https://amorevorefoodfestival.com/wp-content/uploads/2018/10/summer-fruits.jpg 1024 1545 admin https://amorevorefoodfestival.com/wp-content/uploads/2018/12/amorevore-logo-color-02-300x119.jpg admin2018-10-03 22:50:412018-10-03 22:53:17The Almond Diaries by Carina Cooper
“How beautiful it is to do nothing, and then rest afterward”
During the August heatwave here in Ibiza, the above proverb resonated deeply and the word ‘siesta’, realised itself as a beautiful onomatopoeia. Never has a word become so seductive.
The figs arrived at the end of August, milky black, plumping up declaring themselves ready to be plucked and experienced. I always pick all my fruits and vegetables in the morning as it’s when the life force is strongest, as Gaia exhales in the morning, inhales in the evening.
SLOW DRIED FIGS with cinnamon, nutmeg and cardamum.
6 or more black /green figs, thinly sliced
3 pinches ground cinnamon
2 pinches of ground cardamum
1 pinch of ground nutmeg
Preheat the oven to 250c, then turn it back to it’s lowest setting. Take a large oven
proof dish and lay it with grease proof parchment, lay out the fig slices. Mix the spices together and sprinkle over the sliced figs. Bake in the oven for approx 6 hours, turning over after 3 hours. Bake until they are dried and chewy. Serve with ice cream, or eat as a snack.
The almonds have broken out of their winter, fuzzy shell suits, and are dropping like tear drops to the ground. We’ve gathered the nets, laid them out under the trees and shaken the trees with sticks to coax the last nuts to drop.
The almond is native to the Mediterranean and the middle east, It is believed that the Phoenicians bought the almond to Ibiza around 2,500 years ago. It seems that they have always been revered and were even found in Tutankhamun’s tomb in Egypt. Roman’s were known to shower newly weds with almonds as they were believed to be a fertility charm.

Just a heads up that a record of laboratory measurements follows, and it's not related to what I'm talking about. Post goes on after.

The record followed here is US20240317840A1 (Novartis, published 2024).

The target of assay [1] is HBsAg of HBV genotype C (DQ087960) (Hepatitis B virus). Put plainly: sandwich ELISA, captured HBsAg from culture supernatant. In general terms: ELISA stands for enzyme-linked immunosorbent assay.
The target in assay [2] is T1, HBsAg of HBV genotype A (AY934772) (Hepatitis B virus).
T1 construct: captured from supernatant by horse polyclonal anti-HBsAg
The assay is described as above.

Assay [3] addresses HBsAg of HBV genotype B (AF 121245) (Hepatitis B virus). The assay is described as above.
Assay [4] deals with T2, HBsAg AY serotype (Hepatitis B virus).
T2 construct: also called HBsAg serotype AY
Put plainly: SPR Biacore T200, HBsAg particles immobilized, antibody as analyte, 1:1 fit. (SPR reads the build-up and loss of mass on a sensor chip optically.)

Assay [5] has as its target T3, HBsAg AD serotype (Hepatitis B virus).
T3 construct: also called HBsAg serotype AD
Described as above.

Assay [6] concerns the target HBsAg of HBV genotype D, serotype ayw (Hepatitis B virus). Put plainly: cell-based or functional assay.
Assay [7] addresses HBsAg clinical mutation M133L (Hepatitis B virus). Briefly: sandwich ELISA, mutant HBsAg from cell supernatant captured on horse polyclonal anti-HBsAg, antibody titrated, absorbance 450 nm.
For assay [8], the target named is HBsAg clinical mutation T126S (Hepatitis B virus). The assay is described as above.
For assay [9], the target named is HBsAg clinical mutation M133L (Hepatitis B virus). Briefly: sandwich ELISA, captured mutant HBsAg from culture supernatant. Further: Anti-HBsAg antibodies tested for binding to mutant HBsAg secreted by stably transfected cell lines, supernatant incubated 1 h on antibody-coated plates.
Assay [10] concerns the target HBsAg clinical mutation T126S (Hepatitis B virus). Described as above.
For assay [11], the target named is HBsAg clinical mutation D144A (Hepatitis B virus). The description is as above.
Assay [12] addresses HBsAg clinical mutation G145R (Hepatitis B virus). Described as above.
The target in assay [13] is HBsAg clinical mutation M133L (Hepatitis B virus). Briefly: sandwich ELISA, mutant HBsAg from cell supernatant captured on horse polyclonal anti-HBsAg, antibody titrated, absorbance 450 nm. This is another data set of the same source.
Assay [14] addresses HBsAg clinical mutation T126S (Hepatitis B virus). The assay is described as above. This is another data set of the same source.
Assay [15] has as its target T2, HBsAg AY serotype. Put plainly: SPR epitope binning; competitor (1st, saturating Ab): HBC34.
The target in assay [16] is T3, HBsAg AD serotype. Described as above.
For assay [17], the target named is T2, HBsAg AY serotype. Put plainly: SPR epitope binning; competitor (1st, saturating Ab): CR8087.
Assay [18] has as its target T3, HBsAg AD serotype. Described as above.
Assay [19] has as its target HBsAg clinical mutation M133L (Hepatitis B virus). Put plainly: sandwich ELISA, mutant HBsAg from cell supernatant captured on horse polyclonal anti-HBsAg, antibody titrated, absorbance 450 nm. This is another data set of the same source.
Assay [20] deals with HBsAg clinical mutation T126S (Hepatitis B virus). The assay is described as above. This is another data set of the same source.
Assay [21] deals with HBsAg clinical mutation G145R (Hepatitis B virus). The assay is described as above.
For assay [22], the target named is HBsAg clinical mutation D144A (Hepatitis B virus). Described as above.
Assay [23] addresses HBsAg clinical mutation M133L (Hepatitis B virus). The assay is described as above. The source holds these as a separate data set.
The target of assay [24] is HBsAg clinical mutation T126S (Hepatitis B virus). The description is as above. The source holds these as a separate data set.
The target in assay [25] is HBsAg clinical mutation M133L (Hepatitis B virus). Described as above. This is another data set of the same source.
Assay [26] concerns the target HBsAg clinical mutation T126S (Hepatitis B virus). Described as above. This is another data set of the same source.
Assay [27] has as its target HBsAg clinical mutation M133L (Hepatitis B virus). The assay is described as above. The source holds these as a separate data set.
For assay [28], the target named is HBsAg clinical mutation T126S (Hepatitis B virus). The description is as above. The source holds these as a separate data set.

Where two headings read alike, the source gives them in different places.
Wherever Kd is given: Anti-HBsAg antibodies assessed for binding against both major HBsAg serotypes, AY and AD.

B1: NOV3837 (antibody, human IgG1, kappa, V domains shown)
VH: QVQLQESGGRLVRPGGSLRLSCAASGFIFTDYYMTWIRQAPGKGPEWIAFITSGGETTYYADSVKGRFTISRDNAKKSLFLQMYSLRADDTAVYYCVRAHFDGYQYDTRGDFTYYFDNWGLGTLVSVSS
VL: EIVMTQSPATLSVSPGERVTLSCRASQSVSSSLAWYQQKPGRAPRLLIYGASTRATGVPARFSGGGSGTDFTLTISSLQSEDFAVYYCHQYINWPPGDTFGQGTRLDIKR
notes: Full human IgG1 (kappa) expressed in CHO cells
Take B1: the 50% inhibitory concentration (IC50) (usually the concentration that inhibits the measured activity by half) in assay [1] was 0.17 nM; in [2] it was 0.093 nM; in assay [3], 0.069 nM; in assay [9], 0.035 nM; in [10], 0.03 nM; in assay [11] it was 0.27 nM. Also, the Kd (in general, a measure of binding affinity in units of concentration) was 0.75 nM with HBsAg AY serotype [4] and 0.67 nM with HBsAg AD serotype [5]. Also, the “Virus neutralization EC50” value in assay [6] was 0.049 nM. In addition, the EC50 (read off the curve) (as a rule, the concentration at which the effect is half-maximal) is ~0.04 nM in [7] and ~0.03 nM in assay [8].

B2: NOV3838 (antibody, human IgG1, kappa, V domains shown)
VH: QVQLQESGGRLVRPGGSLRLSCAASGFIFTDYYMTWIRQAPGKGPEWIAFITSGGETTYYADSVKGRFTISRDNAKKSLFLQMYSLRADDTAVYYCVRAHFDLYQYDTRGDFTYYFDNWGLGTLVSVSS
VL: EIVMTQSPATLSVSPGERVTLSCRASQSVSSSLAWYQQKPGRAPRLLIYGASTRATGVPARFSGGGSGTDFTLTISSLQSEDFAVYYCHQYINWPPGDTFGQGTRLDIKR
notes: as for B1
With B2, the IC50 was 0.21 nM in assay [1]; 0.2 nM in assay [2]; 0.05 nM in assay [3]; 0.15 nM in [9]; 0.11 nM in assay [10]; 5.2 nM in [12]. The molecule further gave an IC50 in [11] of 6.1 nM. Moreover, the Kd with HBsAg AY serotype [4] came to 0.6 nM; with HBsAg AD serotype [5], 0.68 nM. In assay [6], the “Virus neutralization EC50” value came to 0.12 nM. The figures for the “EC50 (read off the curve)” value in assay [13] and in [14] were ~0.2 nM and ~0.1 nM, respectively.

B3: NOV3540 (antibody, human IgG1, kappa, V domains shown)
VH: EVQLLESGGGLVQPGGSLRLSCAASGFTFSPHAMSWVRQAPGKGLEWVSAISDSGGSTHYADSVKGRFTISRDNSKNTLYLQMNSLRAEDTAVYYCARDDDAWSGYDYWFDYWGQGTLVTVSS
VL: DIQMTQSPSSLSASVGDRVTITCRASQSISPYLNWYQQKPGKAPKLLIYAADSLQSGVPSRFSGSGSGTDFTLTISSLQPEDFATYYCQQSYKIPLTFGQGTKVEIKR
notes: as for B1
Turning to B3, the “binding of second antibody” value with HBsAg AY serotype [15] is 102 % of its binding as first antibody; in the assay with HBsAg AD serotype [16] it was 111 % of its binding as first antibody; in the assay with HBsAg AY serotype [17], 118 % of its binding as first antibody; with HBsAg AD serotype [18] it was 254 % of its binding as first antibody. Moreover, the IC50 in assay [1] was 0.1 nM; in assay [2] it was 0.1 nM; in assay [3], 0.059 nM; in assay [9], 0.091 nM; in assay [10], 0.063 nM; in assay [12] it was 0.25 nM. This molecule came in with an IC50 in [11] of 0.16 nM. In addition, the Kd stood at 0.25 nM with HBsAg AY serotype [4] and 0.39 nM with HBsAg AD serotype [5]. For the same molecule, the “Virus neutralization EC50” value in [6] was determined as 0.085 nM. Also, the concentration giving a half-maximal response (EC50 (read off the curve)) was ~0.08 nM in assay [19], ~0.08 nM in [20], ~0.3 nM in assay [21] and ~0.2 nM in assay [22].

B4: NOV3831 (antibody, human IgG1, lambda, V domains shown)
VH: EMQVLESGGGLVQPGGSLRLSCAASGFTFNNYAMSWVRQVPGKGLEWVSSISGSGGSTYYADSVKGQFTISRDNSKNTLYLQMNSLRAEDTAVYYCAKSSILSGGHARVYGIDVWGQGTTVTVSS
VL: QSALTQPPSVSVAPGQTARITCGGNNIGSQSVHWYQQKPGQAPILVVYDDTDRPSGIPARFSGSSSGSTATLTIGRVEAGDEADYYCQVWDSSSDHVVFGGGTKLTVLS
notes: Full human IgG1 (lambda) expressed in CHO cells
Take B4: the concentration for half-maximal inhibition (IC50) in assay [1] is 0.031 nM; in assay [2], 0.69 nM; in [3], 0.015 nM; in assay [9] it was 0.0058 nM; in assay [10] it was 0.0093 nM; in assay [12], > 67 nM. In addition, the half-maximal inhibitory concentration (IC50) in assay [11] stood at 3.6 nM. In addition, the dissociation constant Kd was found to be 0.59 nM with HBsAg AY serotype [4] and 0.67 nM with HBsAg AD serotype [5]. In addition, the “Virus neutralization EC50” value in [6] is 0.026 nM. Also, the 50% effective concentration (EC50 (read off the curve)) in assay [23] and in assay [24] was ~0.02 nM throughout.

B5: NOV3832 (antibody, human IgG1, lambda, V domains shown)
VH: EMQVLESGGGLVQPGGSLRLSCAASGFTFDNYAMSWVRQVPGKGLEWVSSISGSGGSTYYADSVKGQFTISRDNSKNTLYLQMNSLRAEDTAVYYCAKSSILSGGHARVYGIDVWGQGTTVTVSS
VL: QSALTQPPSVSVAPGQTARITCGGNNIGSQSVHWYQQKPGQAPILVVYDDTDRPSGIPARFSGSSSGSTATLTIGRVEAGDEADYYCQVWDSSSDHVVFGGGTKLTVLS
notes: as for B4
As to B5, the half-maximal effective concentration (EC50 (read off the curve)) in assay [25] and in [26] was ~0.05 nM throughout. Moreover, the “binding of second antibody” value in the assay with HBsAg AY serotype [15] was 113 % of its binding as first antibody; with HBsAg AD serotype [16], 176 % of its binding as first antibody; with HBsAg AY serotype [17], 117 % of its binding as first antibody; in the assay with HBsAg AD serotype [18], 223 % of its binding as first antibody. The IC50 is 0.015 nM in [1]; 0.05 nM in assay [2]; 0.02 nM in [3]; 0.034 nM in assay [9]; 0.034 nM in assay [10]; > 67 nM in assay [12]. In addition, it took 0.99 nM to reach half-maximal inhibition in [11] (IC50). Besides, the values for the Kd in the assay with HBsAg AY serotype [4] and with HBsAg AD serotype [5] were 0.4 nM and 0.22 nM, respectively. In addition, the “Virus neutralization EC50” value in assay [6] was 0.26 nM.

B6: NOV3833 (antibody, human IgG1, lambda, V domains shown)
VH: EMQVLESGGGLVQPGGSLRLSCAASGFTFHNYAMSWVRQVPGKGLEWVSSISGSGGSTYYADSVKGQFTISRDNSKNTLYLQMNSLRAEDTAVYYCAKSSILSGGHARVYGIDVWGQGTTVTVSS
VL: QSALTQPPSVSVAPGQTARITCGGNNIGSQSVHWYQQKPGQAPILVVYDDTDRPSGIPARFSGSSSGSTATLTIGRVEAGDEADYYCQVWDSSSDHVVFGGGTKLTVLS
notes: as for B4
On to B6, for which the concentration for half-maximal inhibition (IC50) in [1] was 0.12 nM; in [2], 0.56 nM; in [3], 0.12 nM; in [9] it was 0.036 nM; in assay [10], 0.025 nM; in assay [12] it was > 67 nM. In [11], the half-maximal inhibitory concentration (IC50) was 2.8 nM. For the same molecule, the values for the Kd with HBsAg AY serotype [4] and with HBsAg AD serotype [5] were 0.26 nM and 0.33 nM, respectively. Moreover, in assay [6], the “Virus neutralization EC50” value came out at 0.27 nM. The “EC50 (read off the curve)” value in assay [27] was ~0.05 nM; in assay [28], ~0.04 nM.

The Prunus dulcis, family tree is pretty exemplary, they are known as ‘The Queen of The Rose’ same family, and are also cousins to peaches and apricots. Nutritionally they are bursting with goodness, in India, they are given to children as brain food, as they are rich in vitamin e, magnesium and zinc, doing wonders for the skin too.
I’ve harvested quite a few kilo’s this year and it never ceases to amaze me what an honour it is to have access to my own almonds as in recent years they have become a daily ritual in my life.
I’m not going to take on Colette (the writer’s) advice which was”Don’t eat too many almonds; they add weight to the breast”.
We’re now deep into September, the rains have come and the plant life on this abundant island has just exploded into a second Spring. There is no Autumn here. A second Spring arrives, blessed with the golden light of a waning sun towards the winter solstice.
Coming from England and being so familiar with four seasons, its magical to be now living further south towards the equator. The joy after an intensely hot and dusty summer that this verdant lush landscape springs forth in such intense greens, through the filter of a golden light.
There is a reason the Mediterranean is the bedrock of civilisation, and I’m certainly revelling on this island idyll at my adventures in contentment.